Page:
Last night the Yankees returned home from a 12-game, three-city road trip that Curtis Granderson would probably like to forget as quickly as possible. After picking up a hit in the first game, he went 0 for his next 17, though he did walk four times in that span. On Wednesday night he went 2 for 5, but then last night he put up a zero, capping a 3 for 29 road trip.
This came as quite a disappointment, considering how hot Granderson started the season. In fact, he might have warded off criticism for a bit after his first at-bat home run, and then game-winning home run, in Boston. He cruised after that, too, and through the first 12 games he was 14 for 45 with two doubles, two triples, two homers, and five walks to just nine strikeouts.
It is difficult, at this point in the season, to draw any conclusions from a player’s performance, even if he has appeared in every game. As we’ve seen from a number of Yankees hitters, slumps show up in the numbers a bit more emphatically than later in the season. What we can examine is what the player has done so far, with the knowledge that it doesn’t necessarily mean that he’ll continue these trends.
For Granderson there are both positives and negatives. The biggest negative, as many of us feared, is his production against lefties. He has appeared 30 times against a left-handed pitcher, and has struck out a third of the time. That’s significantly worse than his career mark, a 25 percent strikeout rate against lefties. He has drawn one walk, so has put the ball in play 19 times. Five have dropped for hits, a .278 BABIP, which is actually a bit higher than his career BABIP against lefties.
Those poor numbers against lefties, though, mean that he’s been hitting righties just fine. Yet he has still been a relative disappointment there. His .368 wOBA against righties looks good, but ranks below any mark he has produced since 2006. Again, this is likely to change. His BABIP against righties is just .263, and even in his younger years he produced far, far better marks. I expect that, along with his power, will increase as he gets more at-bats against opposite handed pitchers.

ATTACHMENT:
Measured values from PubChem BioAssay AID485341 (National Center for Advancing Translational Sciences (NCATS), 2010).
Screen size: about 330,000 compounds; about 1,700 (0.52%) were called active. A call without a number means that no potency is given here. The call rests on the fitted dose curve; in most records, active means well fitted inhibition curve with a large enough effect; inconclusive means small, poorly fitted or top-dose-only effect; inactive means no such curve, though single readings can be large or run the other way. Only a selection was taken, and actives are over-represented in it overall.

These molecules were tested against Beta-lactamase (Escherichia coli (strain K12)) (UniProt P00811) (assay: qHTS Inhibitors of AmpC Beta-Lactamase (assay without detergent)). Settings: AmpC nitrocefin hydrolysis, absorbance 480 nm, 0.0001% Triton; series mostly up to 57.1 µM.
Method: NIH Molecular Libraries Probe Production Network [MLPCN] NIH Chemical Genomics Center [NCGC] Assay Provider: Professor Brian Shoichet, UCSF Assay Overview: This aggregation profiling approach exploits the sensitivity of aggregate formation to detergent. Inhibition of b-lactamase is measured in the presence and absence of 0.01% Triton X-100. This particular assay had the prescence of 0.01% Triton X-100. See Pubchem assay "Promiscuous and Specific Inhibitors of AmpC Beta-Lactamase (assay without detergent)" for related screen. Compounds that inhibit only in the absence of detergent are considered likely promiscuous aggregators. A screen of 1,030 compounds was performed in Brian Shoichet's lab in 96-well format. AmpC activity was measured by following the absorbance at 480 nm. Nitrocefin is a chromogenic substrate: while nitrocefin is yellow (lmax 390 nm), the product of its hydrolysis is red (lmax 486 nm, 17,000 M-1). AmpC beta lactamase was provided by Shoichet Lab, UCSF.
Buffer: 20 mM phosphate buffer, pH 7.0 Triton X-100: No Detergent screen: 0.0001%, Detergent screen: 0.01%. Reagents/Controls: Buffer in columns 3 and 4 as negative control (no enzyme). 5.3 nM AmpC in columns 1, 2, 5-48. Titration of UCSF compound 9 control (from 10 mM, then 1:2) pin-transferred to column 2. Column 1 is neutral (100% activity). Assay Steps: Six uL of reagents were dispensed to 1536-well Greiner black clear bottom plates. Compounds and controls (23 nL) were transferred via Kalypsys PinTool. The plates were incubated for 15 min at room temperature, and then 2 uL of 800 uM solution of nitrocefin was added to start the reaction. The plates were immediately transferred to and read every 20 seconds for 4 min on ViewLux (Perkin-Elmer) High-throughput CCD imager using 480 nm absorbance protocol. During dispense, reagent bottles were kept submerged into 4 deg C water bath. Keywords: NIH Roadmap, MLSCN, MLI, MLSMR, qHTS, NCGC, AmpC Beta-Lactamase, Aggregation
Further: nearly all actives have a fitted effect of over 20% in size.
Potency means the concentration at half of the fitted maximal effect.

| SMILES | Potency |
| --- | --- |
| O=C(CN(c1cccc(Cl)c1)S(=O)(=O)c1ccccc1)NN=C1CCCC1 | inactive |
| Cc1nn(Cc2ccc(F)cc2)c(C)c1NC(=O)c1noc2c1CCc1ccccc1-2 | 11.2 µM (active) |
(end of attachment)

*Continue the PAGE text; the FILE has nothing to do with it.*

Another encouraging sign: he’s putting the ball on the ground a bit more frequently than he did last season. In 2009 he produced a career-low 29.5 percent ground ball rate. This went along with a career-high fly-ball rate, though a career-high infield fly ball rate also tagged along. To put it in perspective, last year Granderson hit 21.2 percent line drives, 29.5 percent ground balls, 42.9 percent outfield fly balls, and 6.4 percent infield flies. This year he has hit 22.4 percent line drives, 37.9 percent ground balls, 36.2 percent outfield flies, and 3.4 percent infield flies. In his best year, 2007, he hit 21 percent line drives, 34.2 percent ground balls, 41.6 percent outfield flies, and 3.2 percent infield flies. I think he’s well on his way to a season perhaps not as good as 2007, but certainly better than 2009.
It’s easy to get discourage by early season numbers. Slumps bring them down, and Granderson’s numbers certainly don’t look pretty right now. I do think, though, that there are enough positive signs of a turnaround. He’ll hit righties better, and while he might not hit lefties better I think his numbers, especially his strikeout numbers, will move towards his career totals. Again, the Red Sox series has kept him shielded from most criticism, so I hope that he gets things started during this home stand to keep the critics at bay.